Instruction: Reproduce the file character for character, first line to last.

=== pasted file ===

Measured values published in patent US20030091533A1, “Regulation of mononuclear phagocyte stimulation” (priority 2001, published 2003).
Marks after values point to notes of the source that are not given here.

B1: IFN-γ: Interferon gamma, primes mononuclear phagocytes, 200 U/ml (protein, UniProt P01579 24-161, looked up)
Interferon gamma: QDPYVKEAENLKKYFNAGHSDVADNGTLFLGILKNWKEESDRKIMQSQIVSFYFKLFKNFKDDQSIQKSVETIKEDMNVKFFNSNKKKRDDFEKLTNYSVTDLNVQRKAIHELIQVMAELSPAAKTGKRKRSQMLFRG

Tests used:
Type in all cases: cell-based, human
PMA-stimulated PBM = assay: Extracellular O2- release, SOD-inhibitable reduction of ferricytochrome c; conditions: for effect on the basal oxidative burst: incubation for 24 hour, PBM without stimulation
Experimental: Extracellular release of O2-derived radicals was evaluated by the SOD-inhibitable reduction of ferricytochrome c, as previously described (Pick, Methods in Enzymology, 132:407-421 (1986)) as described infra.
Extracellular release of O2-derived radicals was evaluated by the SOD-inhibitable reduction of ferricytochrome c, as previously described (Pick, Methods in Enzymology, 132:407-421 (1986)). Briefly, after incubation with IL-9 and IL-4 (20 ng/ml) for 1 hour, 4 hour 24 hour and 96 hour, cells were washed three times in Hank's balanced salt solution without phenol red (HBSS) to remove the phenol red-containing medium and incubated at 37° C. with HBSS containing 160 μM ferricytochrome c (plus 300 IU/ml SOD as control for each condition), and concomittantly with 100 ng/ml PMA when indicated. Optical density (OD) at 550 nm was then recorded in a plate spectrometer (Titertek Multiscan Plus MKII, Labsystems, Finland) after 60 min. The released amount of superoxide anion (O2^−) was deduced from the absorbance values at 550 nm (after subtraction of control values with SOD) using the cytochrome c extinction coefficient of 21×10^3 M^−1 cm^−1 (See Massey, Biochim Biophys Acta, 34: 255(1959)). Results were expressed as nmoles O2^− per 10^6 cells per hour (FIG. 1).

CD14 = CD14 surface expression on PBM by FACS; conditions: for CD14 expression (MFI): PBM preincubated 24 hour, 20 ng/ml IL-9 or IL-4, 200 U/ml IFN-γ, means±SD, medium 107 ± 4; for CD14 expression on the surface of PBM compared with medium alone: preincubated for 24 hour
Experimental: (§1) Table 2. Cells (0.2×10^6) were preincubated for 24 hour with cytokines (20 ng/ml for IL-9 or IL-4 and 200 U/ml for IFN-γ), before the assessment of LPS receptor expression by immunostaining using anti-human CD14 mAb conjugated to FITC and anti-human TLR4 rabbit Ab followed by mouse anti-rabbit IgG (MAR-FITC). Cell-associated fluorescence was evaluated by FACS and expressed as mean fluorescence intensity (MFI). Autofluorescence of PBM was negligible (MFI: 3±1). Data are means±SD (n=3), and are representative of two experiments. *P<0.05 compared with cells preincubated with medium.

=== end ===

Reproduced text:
Measured values published in patent US20030091533A1, “Regulation of mononuclear phagocyte stimulation” (priority 2001, published 2003).
Marks after values point to notes of the source that are not given here.

B1: IFN-γ: Interferon gamma, primes mononuclear phagocytes, 200 U/ml (protein, UniProt P01579 24-161, looked up)
Interferon gamma: QDPYVKEAENLKKYFNAGHSDVADNGTLFLGILKNWKEESDRKIMQSQIVSFYFKLFKNFKDDQSIQKSVETIKEDMNVKFFNSNKKKRDDFEKLTNYSVTDLNVQRKAIHELIQVMAELSPAAKTGKRKRSQMLFRG

Tests used:
Type in all cases: cell-based, human
PMA-stimulated PBM = assay: Extracellular O2- release, SOD-inhibitable reduction of ferricytochrome c; conditions: for effect on the basal oxidative burst: incubation for 24 hour, PBM without stimulation
Experimental: Extracellular release of O2-derived radicals was evaluated by the SOD-inhibitable reduction of ferricytochrome c, as previously described (Pick, Methods in Enzymology, 132:407-421 (1986)) as described infra.
Extracellular release of O2-derived radicals was evaluated by the SOD-inhibitable reduction of ferricytochrome c, as previously described (Pick, Methods in Enzymology, 132:407-421 (1986)). Briefly, after incubation with IL-9 and IL-4 (20 ng/ml) for 1 hour, 4 hour 24 hour and 96 hour, cells were washed three times in Hank's balanced salt solution without phenol red (HBSS) to remove the phenol red-containing medium and incubated at 37° C. with HBSS containing 160 μM ferricytochrome c (plus 300 IU/ml SOD as control for each condition), and concomittantly with 100 ng/ml PMA when indicated. Optical density (OD) at 550 nm was then recorded in a plate spectrometer (Titertek Multiscan Plus MKII, Labsystems, Finland) after 60 min. The released amount of superoxide anion (O2^−) was deduced from the absorbance values at 550 nm (after subtraction of control values with SOD) using the cytochrome c extinction coefficient of 21×10^3 M^−1 cm^−1 (See Massey, Biochim Biophys Acta, 34: 255(1959)). Results were expressed as nmoles O2^− per 10^6 cells per hour (FIG. 1).

CD14 = CD14 surface expression on PBM by FACS; conditions: for CD14 expression (MFI): PBM preincubated 24 hour, 20 ng/ml IL-9 or IL-4, 200 U/ml IFN-γ, means±SD, medium 107 ± 4; for CD14 expression on the surface of PBM compared with medium alone: preincubated for 24 hour
Experimental: (§1) Table 2. Cells (0.2×10^6) were preincubated for 24 hour with cytokines (20 ng/ml for IL-9 or IL-4 and 200 U/ml for IFN-γ), before the assessment of LPS receptor expression by immunostaining using anti-human CD14 mAb conjugated to FITC and anti-human TLR4 rabbit Ab followed by mouse anti-rabbit IgG (MAR-FITC). Cell-associated fluorescence was evaluated by FACS and expressed as mean fluorescence intensity (MFI). Autofluorescence of PBM was negligible (MFI: 3±1). Data are means±SD (n=3), and are representative of two experiments. *P<0.05 compared with cells preincubated with medium.